Great explanation @oclemon‌, please share your results with us. @eelhc‌, please let us know how your next version turns out.

Attempt #2. Different cut of steak (bone in rib-eye, 1.75 inches thick). No seasoning prior to cooking. 2 hours in the waterbath at 131F. Propane plumbing torch for browning.

Unscientifically, I do believe that the steak was slightly dryer inside than one made with a traditional preparation… but I’m not convinced that really matters. The results were excellent and the steak was perfectly cooked and delicious. This was a well-marbled steak, and the fat was nicely softened and well integrated.

Some higher level thoughts on steak preparation:
With traditional methods, increasing doneness results in dryer, tougher steak. So we tend to associate a dryer steak with a tougher steak. I’m pretty sure that my sous vide steaks have been relatively dryer (maybe, “less juicy” is a better way to say it, because I don’t want to imply that the steaks are actually dry on an absolute scale) than a traditionally cooked counterpart. But, there is no loss in tenderness, flavor, or other factors that contribute to enjoyment.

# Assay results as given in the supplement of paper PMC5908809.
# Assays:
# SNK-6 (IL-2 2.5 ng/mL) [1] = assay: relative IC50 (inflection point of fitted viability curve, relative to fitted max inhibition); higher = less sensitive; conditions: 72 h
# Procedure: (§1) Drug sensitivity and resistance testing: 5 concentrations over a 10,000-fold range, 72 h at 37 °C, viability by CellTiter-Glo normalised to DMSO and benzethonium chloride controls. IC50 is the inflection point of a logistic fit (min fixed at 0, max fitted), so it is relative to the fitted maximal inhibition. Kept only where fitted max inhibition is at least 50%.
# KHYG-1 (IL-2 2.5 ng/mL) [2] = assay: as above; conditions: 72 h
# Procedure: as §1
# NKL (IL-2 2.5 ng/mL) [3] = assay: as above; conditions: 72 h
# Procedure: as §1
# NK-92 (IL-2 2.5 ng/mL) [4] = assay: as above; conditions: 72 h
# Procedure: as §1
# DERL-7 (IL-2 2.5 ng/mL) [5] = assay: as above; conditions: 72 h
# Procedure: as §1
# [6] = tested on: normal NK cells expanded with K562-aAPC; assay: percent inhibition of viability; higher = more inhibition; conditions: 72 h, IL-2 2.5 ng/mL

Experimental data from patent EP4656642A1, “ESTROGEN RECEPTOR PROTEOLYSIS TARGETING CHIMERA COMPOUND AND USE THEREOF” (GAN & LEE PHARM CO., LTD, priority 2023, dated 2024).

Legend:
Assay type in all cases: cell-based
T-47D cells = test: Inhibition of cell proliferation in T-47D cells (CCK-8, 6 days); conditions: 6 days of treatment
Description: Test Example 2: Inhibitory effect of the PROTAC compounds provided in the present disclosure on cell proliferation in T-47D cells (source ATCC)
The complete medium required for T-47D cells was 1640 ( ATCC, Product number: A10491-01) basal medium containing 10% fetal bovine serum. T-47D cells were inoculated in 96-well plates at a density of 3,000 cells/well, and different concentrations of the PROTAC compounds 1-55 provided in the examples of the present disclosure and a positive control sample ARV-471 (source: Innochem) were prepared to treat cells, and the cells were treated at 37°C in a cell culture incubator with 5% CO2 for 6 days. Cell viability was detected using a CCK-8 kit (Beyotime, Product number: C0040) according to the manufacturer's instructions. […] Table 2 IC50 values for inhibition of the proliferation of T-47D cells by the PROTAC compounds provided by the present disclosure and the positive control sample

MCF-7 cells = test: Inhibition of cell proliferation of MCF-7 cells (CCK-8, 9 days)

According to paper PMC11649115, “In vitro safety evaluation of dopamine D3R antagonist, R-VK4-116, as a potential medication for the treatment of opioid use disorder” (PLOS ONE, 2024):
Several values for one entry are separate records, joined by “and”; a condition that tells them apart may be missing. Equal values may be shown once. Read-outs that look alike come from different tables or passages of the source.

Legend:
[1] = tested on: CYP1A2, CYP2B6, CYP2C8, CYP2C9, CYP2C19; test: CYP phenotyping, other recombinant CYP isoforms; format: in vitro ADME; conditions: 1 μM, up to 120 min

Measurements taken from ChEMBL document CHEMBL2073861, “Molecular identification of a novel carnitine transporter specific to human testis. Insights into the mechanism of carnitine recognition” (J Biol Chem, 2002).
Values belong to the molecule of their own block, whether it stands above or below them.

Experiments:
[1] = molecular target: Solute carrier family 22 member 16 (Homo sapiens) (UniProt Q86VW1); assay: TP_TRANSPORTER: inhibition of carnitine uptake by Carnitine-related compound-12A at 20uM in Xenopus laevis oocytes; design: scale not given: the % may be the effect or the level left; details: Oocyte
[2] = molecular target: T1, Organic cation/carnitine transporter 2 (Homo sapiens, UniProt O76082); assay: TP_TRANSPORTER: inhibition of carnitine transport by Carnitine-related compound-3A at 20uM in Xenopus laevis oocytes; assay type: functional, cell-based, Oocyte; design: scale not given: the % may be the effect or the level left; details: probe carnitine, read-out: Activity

When you couple that with how easy it is to make the steak perfectly via sous vide (I prepared this while cooking for and feeding three children six and under), and how quickly you can ruin it via traditional methods (nearly a given with the distractions of three children), the sous vide method really recommends itself.

What about brining the steaks similarly to the way one would brine a turkey? The soak in the brine/spice solution causes the turkey to not lose moisture during cooking, which seems to be your issue cooking the steaks via sous vide. Brining a turkey doesn’t result in any sort of salty flavour to the meat, but I’m not sure what will happen with a steak. This was just one of those light bulb moments I had while thinking about cooking Thanksgiving dinner. :smiley:

Let us know if/how it works if you try it!

once your steak has been cooked and is to dry to your liking there is no way to reverse it. no matter how much liquid you put on the steak including sauces it will still be dry. sorry for your misfortune.

It’s been a year since they posted, I’m sure they’re over it by now.